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The analysis of all the factors pointed us to a new one

As said, our new paper analysed a few different factors to try to explain the weak productivity growth experienced by the UK as whole as well as by the UK manufacturing sector. Those factors happened to be associated with a characteristic: foreign ownership.

Let’s see what the data tell us. 

Manufacturing foreign owned companies scored better in terms of investment, size, management practices, and, as a consequence, in terms of higher productivity.

The positive scores are also broadly shared in all the manufacturing sub-sectors we analysed in our first work. The only exception is pharmaceuticals where UK owned companies are more productive than foreign ones.

 

Is this happening only in the UK?

No, it is clearly not happening just in the UK! Foreign owned companies tend to be very large international companies which tend to be super-competitive around the globe.

Indeed, as the graph shows, UK companies operating abroad are also more competitive than domestic European companies.

 

But a couple of things are quite peculiar

As said, foreign owned companies being more competitive than domestic ones is no news, however the gap between the two categories is deteriorating in the UK.

In the UK the productivity gap between foreign owned and domestic firms has widened since 2008 and looking at the data behind it, foreign companies continued to improve their productivity in a very solid way compared to the flat line experienced by domestic ones.

 

Is that not just because of size or composition?

The share of manufacturing foreign owned companies in the UK is the same as in Germany (2.8%), so composition does not appear to be reason behind the gap.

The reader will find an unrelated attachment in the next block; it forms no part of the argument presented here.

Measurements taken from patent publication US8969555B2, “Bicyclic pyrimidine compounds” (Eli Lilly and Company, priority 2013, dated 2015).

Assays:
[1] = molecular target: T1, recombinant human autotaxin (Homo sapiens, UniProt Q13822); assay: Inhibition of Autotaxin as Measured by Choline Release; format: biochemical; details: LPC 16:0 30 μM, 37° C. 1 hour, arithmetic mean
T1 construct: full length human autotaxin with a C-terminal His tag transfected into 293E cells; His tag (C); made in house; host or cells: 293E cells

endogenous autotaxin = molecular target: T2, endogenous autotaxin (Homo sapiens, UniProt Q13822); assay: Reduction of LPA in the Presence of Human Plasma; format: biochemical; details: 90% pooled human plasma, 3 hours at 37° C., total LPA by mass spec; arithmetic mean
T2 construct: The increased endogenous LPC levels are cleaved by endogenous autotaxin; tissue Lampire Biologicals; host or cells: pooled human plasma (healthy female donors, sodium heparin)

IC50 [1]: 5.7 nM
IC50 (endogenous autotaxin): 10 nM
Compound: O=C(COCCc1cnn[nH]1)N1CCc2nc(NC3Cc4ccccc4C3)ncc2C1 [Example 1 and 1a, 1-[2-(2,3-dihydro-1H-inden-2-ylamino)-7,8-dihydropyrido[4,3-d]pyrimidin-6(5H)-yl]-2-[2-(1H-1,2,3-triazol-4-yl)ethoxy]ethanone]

Size? Well, there is no doubt that multinationals are usually extremely big and we know that size matters a lot. However, size can’t be the only explanation. Indeed productivity per head of foreign companies is much higher than productivity of large companies (whole sample, foreign plus domestic). This difference is particularly pronounced in the UK and, as the graph shows, it goes together with the data for investment per person. 

 

What’s behind that?

One of the key points of our research is the role of good management practices and we think that this is definitely a key factor behind the good performance in productivity terms of foreign owned companies. The recent ONS study of management and expectations recorded domestic firms scoring much worse than foreign companies (48 vs 66 in a scale between 0 and 100, where 100 is the “perfect” management practices).

Interestingly, domestic results are extremely spread out with companies scoring as much as, or better than, foreign companies and about 10% with a score close to the extreme bottom of the table. This characteristic was something already reported in Unpacking the puzzle thanks to the 2006 Bloom and Van Reenan paper on management and productivity.

 

What should be encouraged?

As pointed out on Monday, the final section is dedicated to our policy recommendations following the “change, influence, accept” rule and we already explored the “change” section where we highlighted what we think the next Budget should deliver to fix immediately the problems related to management and under-investment.

In the “influence” part we underline how foreign owned firms should be encouraged to work collaboratively with their supply chain to make sure that best practices are spread in the local economy and that domestic firms’ productivity growth follows the same path of non-domestic ones.

If you haven’t done it already, enjoy our 2 minutes video about the report.

 

Blog / Policy